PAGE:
We came away from the appointment with lots of information, but initially I was just really upset, and on the way home was just thinking “oh my god – how do you tell people that?”. Do you call people up and say “Oh hi, yeah, just so you know, I’ve got breast cancer”. So we took a couple of days off just to process everything and get to grips with the next steps and that sort of thing. Really my brain just went into autopilot, thinking “what do I need to sort out? What do I do now?” So I told my work first of all, and then I spoke to my mum and my sister to tell them the news. Everyone was really lovely and they rallied around me.
I’ve had surgery to remove the lump and a couple of lymph notes – the surgery was pretty straightforward and I was home in one day. After that comes six rounds of chemotherapy and then radiotherapy, followed by ten years of hormone treatment.
I’ve just had my first round of chemo and the last few days have been tough – it feels daunting, but I’m just trying to take one step at a time.
Is there anything that you feel is helping you to cope during this time?
I run a lot and so I’m carrying on trying to run as much as possible as I know that exercise can really help with the fatigue of chemo. It sounds weird but it’s what I’ve heard. I find running so good for my head as well – the endorphins cannot be beaten. I know I need to be realistic but I want to carry on with my running as best as I can.
I’ve also found the MacMillan centre at our local hospital to be really great – it’s just the most lovely little space and they offer lots of complementary support for people going through treatment. I want to try my best to continue doing the things that I enjoy doing. I know I’m going through chemo and stuff but I’m still me. I still want to carry on doing the things I like to do, as best as I can!
It gives you control. No one expects you to be going out running when you’re going through treatment but you just kind of think “you know what, sod it, I’m going for a run!” – it makes you feel really empowered.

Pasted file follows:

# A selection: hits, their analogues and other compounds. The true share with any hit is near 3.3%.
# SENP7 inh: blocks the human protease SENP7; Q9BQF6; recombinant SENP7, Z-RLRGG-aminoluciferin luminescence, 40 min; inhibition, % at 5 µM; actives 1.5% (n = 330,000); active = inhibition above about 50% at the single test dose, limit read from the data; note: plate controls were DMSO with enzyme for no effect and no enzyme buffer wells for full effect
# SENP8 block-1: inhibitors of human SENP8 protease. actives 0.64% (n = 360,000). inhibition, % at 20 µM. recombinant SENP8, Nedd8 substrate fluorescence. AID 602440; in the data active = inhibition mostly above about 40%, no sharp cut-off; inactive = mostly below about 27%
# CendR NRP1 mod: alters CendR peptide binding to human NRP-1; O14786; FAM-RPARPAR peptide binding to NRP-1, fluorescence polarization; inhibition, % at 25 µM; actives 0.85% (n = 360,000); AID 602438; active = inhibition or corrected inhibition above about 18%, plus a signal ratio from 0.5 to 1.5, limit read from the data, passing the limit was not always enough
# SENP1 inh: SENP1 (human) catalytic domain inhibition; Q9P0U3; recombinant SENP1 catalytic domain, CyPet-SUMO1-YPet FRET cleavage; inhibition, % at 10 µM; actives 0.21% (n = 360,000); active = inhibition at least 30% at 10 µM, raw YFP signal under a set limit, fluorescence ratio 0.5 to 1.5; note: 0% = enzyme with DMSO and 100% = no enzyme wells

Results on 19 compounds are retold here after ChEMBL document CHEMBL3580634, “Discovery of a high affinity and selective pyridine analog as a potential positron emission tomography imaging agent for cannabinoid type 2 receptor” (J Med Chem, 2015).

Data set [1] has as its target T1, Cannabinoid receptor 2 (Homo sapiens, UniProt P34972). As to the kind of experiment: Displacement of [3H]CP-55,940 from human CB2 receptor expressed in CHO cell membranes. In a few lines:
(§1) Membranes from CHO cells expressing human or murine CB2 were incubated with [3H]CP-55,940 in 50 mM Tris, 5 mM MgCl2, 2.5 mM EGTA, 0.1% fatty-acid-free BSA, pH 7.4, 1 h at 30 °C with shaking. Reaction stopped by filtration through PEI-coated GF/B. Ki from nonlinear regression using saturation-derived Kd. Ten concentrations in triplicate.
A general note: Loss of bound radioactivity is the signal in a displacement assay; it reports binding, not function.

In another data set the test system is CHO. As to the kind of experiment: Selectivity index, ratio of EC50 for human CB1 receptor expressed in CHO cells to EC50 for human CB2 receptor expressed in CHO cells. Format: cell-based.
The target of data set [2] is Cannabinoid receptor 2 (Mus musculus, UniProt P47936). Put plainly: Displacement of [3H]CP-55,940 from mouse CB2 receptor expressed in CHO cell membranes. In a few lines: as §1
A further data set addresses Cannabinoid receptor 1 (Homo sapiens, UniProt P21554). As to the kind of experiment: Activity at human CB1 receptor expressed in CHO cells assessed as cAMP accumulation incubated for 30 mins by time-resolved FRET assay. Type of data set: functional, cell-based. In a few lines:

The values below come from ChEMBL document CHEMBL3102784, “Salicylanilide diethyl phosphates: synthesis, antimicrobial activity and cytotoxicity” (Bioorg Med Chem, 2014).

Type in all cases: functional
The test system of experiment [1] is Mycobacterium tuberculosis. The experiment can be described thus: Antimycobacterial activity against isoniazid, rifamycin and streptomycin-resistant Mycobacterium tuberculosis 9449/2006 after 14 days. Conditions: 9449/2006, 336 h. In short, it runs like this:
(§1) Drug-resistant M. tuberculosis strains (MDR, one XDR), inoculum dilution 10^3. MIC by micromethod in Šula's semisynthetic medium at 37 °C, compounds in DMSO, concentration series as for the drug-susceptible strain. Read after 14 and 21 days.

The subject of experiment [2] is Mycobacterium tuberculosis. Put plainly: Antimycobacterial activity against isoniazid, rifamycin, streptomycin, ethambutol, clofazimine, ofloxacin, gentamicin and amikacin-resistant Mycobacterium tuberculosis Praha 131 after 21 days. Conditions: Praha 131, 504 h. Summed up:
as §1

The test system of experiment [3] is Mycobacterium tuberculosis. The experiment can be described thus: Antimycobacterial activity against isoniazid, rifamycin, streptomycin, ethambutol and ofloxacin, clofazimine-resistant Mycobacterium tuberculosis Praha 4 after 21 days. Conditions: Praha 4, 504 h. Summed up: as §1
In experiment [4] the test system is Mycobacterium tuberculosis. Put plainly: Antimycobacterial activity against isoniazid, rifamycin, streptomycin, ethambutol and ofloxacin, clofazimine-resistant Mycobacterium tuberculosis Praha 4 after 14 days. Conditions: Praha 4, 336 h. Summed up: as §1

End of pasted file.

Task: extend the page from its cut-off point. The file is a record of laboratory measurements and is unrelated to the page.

You’ve applied to become a Boobette – can you tell me a little bit more about why you wanted to do that?
Since I’ve been diagnosed I’ve been trying to raise awareness as best as I can being just one person. But I’m aware that I’m very very lucky that I found the lump so early and because of that my treatment has been much more straightforward. So I really just want people to be checking themselves, I want them to understand that if they do find something they should go and see a doctor, they should not be scared to do that. Being a Boobette means I can do that on a much greater scale and be part of something much bigger. I can talk to more people and educate them so they understand that cancer doesn’t have to be as horrible and scary as they might think. There’s so much weight attached to that word but actually if you find it early, it’s much much better. I also want to get the message out there that this isn’t just something that affects older people.
Do you think your diagnosis has had any impact on your outlook on life or made you think differently about anything?
I think it’s made me feel grateful – I feel lucky because I know there are lots of people who will have had a diagnosis that is not as positive as mine.
If I was giving advice to someone in a similar position I would say to get anything unusual checked out as soon as you can, and to talk to people about what’s going on.
If you’re in a relationship tell your partner, if you’re not, tell a close friend. It helps to have someone who knows what’s going on, and even if it turns out to be nothing, you have that support there if you need it. Bite the bullet, get it checked out, talk to your doctor.
You can read more about Emily’s experience on her blog. To sign up for regular boob-check reminders or to become a regular giver, scroll down.